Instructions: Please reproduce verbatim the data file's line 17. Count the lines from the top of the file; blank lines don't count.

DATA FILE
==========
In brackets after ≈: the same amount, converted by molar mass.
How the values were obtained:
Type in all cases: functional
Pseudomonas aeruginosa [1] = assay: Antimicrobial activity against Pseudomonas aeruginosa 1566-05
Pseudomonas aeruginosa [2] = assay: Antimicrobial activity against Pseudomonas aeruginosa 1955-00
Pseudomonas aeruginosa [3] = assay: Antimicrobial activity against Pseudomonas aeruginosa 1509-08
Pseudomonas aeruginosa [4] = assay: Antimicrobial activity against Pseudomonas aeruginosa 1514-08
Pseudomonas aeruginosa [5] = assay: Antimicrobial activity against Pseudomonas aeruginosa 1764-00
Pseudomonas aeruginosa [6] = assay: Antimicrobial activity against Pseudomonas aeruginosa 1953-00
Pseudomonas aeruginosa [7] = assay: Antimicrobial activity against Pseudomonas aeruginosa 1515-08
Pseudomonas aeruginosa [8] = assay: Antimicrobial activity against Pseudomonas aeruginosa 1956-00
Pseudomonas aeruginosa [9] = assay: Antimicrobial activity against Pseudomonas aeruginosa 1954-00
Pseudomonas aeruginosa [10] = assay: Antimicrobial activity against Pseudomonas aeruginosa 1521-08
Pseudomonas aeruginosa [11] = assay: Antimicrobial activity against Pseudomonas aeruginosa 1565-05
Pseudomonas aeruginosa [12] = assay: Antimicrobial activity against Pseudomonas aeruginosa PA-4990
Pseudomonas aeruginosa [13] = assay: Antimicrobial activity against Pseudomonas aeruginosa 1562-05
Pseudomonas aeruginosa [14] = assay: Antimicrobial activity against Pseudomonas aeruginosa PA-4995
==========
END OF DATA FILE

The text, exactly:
Pseudomonas aeruginosa [14] = assay: Antimicrobial activity against Pseudomonas aeruginosa PA-4995